Many animals are predators, parasites or parasitoids, using other animals as food. They use a great diversity of hunting strategies and behaviours to capture or feed on their prey. Invertebrate predators, parasites and parasitoids play an important role in keeping many animal populations under control.

What is a predator?

A predator is an organism that captures and eats another (the prey). This act is called predation.

In general, predators share the following features:

  • They are usually larger than their prey, or overwhelm their prey by attacking in large numbers like ants.
  • Most do not have specific prey and feed on a wide range of animals which, in some cases, they consume in large numbers. Lady beetles for example, can devour several hundred aphids in a day.
  • Some are specific, targeting a particular prey group. For example. feather-legged assassin bugs are known to feed only on ants.
  • Death to the victim is usually immediately after capture.
  • Adults or young may be predatory. In a number of cases the young are predatory but the adults are not. Adults of alderflies or dobsonflies do not eat but their aquatic larvae are fierce predators.

Which invertebrates are predators?

Predation in insects is common. The adults and young of groups such as mantids, dragonflies and damselflies, lacewings, scorpionflies and alderflies are entirely predacious. Even some moths, a group dominated by plant-feeding species, will bear offspring that are voracious predators.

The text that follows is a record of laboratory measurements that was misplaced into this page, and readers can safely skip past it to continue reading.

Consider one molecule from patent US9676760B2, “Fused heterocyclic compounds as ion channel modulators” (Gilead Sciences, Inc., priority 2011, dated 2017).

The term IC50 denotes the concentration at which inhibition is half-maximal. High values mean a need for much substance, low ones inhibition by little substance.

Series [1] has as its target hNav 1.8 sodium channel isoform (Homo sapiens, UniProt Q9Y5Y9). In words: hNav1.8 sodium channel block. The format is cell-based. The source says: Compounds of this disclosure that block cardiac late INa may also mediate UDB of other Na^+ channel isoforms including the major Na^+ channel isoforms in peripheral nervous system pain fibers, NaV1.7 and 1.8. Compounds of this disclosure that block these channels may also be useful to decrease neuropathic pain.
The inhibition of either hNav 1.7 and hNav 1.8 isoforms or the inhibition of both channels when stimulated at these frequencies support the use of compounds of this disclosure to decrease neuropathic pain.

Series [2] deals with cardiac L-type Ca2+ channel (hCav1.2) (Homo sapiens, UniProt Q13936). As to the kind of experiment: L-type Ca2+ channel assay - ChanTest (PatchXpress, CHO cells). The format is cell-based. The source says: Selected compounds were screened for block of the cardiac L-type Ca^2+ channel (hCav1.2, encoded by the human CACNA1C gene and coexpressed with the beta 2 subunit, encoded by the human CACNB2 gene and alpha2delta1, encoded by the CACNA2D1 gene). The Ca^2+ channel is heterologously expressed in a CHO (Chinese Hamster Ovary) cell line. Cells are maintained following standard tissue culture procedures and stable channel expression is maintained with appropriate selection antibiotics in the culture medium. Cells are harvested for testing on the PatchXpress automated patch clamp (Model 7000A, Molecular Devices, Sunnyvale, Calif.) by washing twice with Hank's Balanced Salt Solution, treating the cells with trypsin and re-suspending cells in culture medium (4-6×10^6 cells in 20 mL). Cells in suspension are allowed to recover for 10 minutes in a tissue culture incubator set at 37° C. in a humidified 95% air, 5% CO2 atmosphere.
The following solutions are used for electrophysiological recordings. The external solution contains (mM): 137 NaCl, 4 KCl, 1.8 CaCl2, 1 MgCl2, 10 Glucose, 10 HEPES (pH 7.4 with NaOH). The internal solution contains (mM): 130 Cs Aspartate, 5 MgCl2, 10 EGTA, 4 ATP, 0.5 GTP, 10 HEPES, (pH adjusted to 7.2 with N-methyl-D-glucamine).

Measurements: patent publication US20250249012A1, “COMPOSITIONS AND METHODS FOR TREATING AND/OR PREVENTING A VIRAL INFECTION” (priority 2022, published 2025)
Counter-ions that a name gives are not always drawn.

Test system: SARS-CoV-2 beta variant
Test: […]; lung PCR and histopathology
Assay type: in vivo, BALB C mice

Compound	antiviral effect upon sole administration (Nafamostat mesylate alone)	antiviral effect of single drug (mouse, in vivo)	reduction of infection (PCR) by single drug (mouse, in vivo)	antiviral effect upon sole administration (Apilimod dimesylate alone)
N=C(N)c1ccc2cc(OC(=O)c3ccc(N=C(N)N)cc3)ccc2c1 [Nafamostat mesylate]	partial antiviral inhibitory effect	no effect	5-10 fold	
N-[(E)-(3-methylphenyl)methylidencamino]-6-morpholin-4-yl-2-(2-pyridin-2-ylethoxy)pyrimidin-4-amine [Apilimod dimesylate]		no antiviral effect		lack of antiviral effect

There are also many non-insect invertebrates that are predators. The main group being the spiders, which are specialist predators. Spiders exploit an immense diversity of habitats and have developed some of the most sophisticated trapping and hunting techniques of any animal group. Other predatory invertebrates include scorpions, centipedes, predatory mites, predatory snails and slugs, nematodes and planarian worms.

Juvenile Eastern brown snake with redback spider bite lesion.

Juvenile Eastern brown snake with redback spider bite lesion.

Image: Dr Kevin Moore
© Dr Kevin Moore

What do invertebrate predators feed on?

Invertebrate predators usually feed on other invertebrates, however some feed on fish, frogs, small mammals and birds, in the case of certain large spiders and centipedes. Generally, predators kill to feed themselves but in some cases they hunt for their offspring. Wasps and ants primarily feed on plant liquids as adults but their offspring require solid foods. The adults capture prey and deliver it to their young.